Research into what people feel is a just outcome suggests that people are concerned not only with the perceived fairness of the outcome in a particular situation, but also with the perceived fairness of the process that determined the outcome. These two concerns are referred to as distributive and procedural justice, respectively. This distinction and terminology comes from the Acad. of Mgt. Rev., Aug. 1996, at 1041, and both apply to law departments.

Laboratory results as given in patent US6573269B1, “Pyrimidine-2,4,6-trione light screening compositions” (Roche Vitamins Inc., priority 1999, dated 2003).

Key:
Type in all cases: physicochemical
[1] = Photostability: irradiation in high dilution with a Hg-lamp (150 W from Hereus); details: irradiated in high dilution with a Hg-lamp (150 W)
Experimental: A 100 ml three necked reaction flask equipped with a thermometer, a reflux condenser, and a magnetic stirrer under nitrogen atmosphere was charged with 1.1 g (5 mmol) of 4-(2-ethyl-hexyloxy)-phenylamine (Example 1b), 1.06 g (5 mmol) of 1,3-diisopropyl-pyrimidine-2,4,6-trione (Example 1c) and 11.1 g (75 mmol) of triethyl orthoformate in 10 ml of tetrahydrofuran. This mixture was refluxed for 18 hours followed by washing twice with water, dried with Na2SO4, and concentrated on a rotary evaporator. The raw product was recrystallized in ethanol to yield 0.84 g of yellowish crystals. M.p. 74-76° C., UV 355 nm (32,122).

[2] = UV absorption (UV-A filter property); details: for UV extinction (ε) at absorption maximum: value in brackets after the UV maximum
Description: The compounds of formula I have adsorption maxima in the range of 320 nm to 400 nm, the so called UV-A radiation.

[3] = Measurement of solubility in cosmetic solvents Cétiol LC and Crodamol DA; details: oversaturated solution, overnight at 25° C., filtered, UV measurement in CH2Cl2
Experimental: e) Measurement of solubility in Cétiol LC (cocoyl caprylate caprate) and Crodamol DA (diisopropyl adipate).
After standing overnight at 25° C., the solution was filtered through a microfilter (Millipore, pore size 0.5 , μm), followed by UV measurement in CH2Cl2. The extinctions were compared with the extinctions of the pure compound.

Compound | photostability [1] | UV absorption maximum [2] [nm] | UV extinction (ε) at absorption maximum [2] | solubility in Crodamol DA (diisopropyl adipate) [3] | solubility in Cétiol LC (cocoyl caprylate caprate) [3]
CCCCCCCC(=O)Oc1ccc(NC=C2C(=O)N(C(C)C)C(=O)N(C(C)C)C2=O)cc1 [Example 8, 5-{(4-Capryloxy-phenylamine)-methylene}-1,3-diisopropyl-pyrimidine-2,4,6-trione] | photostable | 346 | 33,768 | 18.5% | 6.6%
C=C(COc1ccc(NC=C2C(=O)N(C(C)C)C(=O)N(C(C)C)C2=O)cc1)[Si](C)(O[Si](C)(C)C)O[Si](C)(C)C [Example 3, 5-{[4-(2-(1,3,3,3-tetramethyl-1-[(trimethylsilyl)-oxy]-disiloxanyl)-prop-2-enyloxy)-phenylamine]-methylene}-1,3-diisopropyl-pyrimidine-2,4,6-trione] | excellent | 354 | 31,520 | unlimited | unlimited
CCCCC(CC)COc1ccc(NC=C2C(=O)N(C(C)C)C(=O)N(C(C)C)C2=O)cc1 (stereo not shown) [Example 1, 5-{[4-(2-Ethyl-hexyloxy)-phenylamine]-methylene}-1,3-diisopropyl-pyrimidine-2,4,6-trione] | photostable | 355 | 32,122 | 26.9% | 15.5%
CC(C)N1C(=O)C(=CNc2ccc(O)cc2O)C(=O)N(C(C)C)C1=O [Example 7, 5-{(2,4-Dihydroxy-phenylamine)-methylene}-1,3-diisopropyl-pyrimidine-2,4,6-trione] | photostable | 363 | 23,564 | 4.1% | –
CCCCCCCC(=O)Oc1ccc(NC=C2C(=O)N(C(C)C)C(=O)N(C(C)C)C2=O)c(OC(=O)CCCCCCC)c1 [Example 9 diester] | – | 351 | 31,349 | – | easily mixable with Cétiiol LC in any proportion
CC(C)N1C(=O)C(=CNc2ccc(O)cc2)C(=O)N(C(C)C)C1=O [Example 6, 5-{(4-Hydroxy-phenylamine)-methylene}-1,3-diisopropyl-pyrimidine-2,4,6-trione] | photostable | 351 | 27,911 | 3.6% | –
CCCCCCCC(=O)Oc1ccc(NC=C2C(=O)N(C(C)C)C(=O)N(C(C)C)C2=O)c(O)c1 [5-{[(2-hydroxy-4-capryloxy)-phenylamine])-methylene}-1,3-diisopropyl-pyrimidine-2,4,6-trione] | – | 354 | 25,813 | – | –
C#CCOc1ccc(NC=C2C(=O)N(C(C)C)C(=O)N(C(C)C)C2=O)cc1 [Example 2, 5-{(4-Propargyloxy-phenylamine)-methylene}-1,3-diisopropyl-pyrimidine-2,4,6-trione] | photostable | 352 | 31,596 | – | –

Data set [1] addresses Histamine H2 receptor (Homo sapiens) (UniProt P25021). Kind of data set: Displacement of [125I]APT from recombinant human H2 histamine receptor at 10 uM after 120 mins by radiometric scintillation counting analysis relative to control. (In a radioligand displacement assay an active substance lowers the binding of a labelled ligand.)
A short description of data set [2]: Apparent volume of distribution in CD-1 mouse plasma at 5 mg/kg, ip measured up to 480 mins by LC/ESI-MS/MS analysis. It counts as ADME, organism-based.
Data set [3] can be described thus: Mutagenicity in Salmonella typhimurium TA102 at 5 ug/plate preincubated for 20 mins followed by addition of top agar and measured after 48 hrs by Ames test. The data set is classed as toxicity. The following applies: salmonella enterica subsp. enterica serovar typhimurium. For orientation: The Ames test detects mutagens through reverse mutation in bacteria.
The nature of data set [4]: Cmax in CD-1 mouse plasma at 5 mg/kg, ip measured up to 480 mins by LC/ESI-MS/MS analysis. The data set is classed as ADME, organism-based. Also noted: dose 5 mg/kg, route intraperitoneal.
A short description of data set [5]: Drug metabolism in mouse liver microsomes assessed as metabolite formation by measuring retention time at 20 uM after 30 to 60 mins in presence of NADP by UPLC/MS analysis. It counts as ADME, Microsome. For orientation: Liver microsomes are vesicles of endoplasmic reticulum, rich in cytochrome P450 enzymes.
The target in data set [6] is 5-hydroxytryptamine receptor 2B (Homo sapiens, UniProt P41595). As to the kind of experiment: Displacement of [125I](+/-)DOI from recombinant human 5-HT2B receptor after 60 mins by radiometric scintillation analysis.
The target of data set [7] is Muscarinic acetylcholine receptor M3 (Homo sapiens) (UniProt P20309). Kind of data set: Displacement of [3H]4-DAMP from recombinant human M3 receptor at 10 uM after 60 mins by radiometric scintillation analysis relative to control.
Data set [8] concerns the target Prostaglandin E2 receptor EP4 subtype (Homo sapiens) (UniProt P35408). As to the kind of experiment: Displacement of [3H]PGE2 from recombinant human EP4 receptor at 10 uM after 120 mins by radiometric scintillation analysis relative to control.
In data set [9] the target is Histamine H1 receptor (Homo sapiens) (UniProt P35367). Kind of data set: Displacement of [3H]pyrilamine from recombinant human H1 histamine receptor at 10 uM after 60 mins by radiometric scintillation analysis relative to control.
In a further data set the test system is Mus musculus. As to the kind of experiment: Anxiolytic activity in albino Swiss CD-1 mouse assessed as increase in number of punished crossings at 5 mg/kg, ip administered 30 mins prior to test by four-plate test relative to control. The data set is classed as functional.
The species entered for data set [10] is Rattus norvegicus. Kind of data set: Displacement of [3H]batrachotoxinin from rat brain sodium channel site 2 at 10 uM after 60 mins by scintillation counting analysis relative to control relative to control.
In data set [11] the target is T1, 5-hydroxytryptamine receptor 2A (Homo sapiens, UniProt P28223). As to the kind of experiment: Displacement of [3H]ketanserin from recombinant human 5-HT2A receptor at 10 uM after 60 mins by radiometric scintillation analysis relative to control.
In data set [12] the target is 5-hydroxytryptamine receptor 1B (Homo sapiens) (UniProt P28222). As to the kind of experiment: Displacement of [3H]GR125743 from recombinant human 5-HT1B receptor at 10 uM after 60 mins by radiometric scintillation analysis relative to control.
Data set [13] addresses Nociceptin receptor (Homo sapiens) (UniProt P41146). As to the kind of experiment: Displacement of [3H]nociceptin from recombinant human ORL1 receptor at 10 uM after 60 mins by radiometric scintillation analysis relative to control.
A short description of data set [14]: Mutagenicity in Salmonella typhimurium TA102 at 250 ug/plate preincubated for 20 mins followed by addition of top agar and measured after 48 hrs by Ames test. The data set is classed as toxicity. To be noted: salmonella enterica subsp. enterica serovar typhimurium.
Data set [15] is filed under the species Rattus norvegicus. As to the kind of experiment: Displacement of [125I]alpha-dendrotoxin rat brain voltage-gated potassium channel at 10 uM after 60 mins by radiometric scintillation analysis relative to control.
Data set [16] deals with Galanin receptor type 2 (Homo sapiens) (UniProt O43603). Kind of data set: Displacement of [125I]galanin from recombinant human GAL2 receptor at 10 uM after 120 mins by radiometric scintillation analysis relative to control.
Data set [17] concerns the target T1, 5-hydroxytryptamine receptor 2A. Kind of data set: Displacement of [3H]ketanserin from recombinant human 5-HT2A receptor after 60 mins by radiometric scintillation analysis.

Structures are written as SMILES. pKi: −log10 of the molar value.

For example, law firms that compete for work with proposals, questions, and presentations obviously would like to be selected. Even if they are not selected (a manifestly unfair outcome!), however, they care whether the procedural treatment of them was satisfactory. As another example, only one person can be promoted to an opening in a law department, and that promotion can trigger disagreement with the outcome, the manner, or both of the decision.